Are health inequalities evident at all ages?

Norman, P. & Boyle, P. (2012) British Society for Population Studies Annual Conference, University of Nottingham, UK, 10 - 12 September 2012 [ONS LS]

Other information:

The notion that mortality inequalities across area deprivation vary by age is logical since not all causes of death rates increase with age and not all causes of death are related to the gradient of deprivation. Dibben and Popham (2012) investigate these phenomena and find that heightened exposure to the risk of land transport accidents increases levels of mortality in the least deprived areas such that inequalities disappear at this age. In addition to the interaction between the cause–age and cause–deprivation relationships, population migration may redistribute the population such that the health–deprivation relationship varies by age. This proposition is based on the distinctive age schedule of migration, the types of areas people typically move from and to at different ages and that the migration process itself is health selective. This paper will demonstrate how population movements between differently deprived areas mean that inequalities in health vary by age. In addition, this paper will demonstrate that restricting the age ranges for summary measures such as standardised mortality and illness ratios may enable poor health areas to be more readily highlighted.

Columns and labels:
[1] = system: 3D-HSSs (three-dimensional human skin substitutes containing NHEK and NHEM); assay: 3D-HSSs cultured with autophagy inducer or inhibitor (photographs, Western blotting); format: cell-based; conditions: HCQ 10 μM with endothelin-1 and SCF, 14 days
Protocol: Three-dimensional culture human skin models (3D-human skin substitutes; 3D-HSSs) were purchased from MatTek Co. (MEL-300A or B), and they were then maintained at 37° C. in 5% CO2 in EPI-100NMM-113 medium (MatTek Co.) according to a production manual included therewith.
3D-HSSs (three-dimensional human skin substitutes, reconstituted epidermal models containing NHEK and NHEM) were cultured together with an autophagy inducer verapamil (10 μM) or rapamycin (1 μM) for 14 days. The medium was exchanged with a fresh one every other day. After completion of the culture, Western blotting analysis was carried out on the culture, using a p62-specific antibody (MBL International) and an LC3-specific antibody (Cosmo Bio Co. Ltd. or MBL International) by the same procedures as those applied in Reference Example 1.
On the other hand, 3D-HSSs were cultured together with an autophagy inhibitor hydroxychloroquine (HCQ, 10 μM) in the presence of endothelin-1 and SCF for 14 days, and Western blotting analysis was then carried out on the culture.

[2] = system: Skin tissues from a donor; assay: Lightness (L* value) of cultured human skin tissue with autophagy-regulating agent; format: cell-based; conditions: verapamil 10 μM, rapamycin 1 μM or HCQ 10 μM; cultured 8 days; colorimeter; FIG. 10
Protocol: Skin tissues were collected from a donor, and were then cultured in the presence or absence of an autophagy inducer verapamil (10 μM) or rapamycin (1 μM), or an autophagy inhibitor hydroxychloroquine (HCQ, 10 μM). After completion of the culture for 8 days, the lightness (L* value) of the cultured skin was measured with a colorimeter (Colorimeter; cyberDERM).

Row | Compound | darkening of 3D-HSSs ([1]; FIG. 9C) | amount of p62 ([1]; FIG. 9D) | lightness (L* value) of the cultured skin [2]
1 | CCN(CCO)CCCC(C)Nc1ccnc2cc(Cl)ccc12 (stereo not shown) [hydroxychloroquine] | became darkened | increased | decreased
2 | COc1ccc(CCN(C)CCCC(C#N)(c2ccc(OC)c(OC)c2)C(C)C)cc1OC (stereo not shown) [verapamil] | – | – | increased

Available online: Link
Output from project: 0300332


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